We have chosen to build to passivhaus standard - a proven system of construction that originated in Germany and guarantees quality, comfort and energy efficiency. Beyond that there were two choices: whether to build a house that's thermally massive or thermally light - put simply, masonry or timber-frame. A thermally massive passivhaus absorbs heat from the sun during the warmer months and slowly gives that heat back during the cooler months - much like a storage heater. A thermally light passivhaus doesn't store up the heat it absorbs in the same way, but it takes much less time and energy to heat than a conventional house and won't lose that heat as quickly as a conventional house does.
Our first build, The Autonomous House, was of thermally massive construction and we were very happy with how it performed over the five years that we lived there. The internal temperature remained fairly even (around 21C) for much of the year, only dropping to 17C in the coldest winter months, from mid Jan to Feb. However, with no draughts and cold spots, the house was comfortable even at that temperature. We designed it using the Passivhaus Planning Package - complex software into which you enter all of the construction details, as well as data about the location's climate. It then calculates how much energy will be needed to heat the house (the details can then be altered if necessary to end up with the desired low figure).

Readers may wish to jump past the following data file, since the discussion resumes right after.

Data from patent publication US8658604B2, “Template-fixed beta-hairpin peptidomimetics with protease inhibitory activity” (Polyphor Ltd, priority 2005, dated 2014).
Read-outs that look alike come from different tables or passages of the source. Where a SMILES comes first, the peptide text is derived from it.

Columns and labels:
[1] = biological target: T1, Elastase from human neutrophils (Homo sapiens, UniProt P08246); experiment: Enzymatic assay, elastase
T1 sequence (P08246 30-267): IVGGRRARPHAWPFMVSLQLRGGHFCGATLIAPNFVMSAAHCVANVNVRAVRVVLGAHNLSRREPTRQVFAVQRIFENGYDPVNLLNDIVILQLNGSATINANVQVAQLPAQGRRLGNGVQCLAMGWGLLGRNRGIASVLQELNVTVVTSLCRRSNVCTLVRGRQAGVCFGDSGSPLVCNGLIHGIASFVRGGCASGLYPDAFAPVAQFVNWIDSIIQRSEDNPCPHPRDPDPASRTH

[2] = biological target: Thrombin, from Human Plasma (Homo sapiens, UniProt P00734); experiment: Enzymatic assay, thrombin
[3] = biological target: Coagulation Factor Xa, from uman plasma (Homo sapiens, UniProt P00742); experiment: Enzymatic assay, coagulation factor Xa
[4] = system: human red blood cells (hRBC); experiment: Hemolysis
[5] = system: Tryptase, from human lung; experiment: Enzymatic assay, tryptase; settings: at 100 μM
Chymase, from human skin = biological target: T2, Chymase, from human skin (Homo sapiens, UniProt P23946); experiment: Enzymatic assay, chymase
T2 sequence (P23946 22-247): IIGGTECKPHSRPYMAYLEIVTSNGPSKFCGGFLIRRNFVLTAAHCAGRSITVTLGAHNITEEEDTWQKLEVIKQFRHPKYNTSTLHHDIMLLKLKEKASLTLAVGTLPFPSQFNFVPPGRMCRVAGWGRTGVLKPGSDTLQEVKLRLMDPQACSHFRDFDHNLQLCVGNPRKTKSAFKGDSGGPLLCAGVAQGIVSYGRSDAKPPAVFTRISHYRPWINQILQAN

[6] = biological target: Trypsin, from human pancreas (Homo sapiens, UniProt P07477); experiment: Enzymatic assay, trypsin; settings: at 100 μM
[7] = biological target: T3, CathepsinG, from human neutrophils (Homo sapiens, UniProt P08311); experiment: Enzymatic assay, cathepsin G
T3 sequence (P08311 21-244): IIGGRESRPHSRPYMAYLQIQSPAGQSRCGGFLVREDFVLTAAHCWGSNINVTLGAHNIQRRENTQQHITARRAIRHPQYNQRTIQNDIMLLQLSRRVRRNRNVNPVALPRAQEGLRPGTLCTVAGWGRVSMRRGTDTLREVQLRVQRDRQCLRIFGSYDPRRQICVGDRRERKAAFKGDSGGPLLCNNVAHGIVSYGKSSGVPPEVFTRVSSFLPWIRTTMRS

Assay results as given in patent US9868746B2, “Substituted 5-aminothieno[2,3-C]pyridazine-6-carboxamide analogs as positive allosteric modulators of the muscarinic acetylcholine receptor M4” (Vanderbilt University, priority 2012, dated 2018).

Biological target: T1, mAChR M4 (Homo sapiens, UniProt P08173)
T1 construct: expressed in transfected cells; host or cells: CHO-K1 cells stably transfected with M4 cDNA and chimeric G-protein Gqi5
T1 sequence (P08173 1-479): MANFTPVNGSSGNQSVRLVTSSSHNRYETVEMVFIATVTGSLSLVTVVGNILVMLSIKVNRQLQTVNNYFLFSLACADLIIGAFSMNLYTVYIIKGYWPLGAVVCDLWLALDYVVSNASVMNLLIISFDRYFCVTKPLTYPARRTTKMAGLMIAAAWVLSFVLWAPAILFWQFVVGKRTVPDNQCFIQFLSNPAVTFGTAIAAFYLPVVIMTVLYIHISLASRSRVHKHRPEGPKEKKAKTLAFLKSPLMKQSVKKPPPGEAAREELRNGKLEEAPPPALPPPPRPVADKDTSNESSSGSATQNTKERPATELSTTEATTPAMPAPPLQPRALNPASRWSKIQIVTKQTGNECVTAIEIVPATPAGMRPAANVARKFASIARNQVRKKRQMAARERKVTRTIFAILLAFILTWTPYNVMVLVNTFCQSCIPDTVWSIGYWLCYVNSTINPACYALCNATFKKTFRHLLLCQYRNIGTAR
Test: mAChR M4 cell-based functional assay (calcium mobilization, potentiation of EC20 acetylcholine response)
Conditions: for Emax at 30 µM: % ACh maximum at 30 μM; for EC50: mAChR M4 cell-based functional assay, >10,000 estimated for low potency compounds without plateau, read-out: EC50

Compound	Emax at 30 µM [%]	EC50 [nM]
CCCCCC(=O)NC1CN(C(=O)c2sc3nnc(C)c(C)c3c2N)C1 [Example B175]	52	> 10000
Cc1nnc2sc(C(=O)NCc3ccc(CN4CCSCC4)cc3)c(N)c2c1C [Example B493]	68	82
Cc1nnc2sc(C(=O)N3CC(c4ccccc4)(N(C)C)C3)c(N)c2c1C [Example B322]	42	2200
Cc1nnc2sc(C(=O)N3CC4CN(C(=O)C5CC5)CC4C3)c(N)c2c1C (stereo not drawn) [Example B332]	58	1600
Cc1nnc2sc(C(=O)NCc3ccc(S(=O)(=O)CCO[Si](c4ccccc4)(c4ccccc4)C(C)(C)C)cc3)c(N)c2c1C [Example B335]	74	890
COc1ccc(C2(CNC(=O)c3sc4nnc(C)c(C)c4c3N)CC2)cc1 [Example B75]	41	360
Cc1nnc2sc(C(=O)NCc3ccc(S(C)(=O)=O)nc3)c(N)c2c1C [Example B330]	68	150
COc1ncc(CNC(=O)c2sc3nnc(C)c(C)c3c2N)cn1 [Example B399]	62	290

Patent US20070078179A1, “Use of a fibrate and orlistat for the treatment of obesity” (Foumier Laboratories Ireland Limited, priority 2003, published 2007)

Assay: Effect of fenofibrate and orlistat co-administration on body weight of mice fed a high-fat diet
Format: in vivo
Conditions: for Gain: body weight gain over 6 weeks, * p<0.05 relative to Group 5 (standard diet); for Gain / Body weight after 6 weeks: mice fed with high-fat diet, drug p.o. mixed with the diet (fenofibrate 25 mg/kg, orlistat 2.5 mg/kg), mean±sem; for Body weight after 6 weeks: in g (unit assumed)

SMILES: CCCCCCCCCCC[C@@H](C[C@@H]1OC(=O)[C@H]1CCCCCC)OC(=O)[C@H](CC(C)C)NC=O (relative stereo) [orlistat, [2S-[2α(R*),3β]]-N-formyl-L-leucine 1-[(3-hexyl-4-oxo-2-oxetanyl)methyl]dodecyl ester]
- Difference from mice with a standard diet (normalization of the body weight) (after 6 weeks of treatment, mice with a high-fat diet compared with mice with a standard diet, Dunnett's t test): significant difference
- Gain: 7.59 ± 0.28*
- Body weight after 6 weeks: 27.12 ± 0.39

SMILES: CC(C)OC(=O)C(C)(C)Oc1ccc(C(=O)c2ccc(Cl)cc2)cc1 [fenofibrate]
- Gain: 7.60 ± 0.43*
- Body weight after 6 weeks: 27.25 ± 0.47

We want to use the same method of construction for the new house - but this time we're going to apply for Passivhaus Certification. This adds an extra level of quality control - and initial cost, unfortunately - but means that we will have the satisfaction of knowing that the house qualifies as truly passivhaus - and we get a nice plaque for the wall...
The Portree Passivhaus will have a similar concrete core to The Autonomous House, with large triple-glazed windows, mainly on the south and west walls for solar gain - with summer shading designed into the window 'framing' to avoid overheating. Meticulous airtightness detailing, masses of insulation and an efficient mechanical ventilation system with heat recovery will all help to keep the house at a comfortable temperature throughout the year. Like The Autonomous House, this house will be 'upside-down', with bedrooms on the lower floor and the living areas upstairs. This works very well as it means the bedrooms stay cooler in the summer and the living areas are warmer in the winter.
All of the above was in our design brief to the architects, but the rest we left up to them. We chose local company Rural Design (based in Portree) as we like what we've seen of their work, which shows great imaginative, contemporary design flair, balanced with sensitivity to the surroundings. The designs they came back with were very impressive and after just a few tweaks, the introduction of more stonework and the addition of a curve or two, we were happy.
We chose to build a passivhaus because it's a proven system of .